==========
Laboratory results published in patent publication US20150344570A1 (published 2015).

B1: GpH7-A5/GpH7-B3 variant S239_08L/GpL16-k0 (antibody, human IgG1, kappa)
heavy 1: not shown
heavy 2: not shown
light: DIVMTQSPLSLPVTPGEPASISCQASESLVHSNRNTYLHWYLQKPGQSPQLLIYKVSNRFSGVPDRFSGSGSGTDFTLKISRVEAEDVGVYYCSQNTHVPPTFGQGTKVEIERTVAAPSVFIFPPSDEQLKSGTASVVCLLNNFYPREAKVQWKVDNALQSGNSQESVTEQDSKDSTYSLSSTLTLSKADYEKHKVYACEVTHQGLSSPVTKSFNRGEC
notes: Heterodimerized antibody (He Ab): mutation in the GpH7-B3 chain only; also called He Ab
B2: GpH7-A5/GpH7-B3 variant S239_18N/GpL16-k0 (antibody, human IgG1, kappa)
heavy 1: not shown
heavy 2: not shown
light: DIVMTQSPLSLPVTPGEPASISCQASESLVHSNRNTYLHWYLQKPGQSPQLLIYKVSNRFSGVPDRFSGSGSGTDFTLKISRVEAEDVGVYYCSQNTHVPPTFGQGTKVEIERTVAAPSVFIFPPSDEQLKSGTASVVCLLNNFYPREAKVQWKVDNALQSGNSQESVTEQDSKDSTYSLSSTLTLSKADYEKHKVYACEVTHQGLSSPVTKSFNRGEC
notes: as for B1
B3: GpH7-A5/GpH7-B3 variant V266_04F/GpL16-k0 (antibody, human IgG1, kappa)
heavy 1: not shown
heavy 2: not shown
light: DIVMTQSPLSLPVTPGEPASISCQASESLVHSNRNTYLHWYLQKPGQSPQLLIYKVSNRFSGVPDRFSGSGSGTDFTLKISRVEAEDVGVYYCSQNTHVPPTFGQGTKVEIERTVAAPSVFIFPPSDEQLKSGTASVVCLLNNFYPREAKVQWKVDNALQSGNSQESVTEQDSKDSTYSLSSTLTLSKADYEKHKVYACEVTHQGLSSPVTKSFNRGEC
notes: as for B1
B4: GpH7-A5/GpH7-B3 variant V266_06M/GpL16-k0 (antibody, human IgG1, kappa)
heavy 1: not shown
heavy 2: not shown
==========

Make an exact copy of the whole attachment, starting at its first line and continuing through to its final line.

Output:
Laboratory results published in patent publication US20150344570A1 (published 2015).

B1: GpH7-A5/GpH7-B3 variant S239_08L/GpL16-k0 (antibody, human IgG1, kappa)
heavy 1: not shown
heavy 2: not shown
light: DIVMTQSPLSLPVTPGEPASISCQASESLVHSNRNTYLHWYLQKPGQSPQLLIYKVSNRFSGVPDRFSGSGSGTDFTLKISRVEAEDVGVYYCSQNTHVPPTFGQGTKVEIERTVAAPSVFIFPPSDEQLKSGTASVVCLLNNFYPREAKVQWKVDNALQSGNSQESVTEQDSKDSTYSLSSTLTLSKADYEKHKVYACEVTHQGLSSPVTKSFNRGEC
notes: Heterodimerized antibody (He Ab): mutation in the GpH7-B3 chain only; also called He Ab
B2: GpH7-A5/GpH7-B3 variant S239_18N/GpL16-k0 (antibody, human IgG1, kappa)
heavy 1: not shown
heavy 2: not shown
light: DIVMTQSPLSLPVTPGEPASISCQASESLVHSNRNTYLHWYLQKPGQSPQLLIYKVSNRFSGVPDRFSGSGSGTDFTLKISRVEAEDVGVYYCSQNTHVPPTFGQGTKVEIERTVAAPSVFIFPPSDEQLKSGTASVVCLLNNFYPREAKVQWKVDNALQSGNSQESVTEQDSKDSTYSLSSTLTLSKADYEKHKVYACEVTHQGLSSPVTKSFNRGEC
notes: as for B1
B3: GpH7-A5/GpH7-B3 variant V266_04F/GpL16-k0 (antibody, human IgG1, kappa)
heavy 1: not shown
heavy 2: not shown
light: DIVMTQSPLSLPVTPGEPASISCQASESLVHSNRNTYLHWYLQKPGQSPQLLIYKVSNRFSGVPDRFSGSGSGTDFTLKISRVEAEDVGVYYCSQNTHVPPTFGQGTKVEIERTVAAPSVFIFPPSDEQLKSGTASVVCLLNNFYPREAKVQWKVDNALQSGNSQESVTEQDSKDSTYSLSSTLTLSKADYEKHKVYACEVTHQGLSSPVTKSFNRGEC
notes: as for B1
B4: GpH7-A5/GpH7-B3 variant V266_06M/GpL16-k0 (antibody, human IgG1, kappa)
heavy 1: not shown
heavy 2: not shown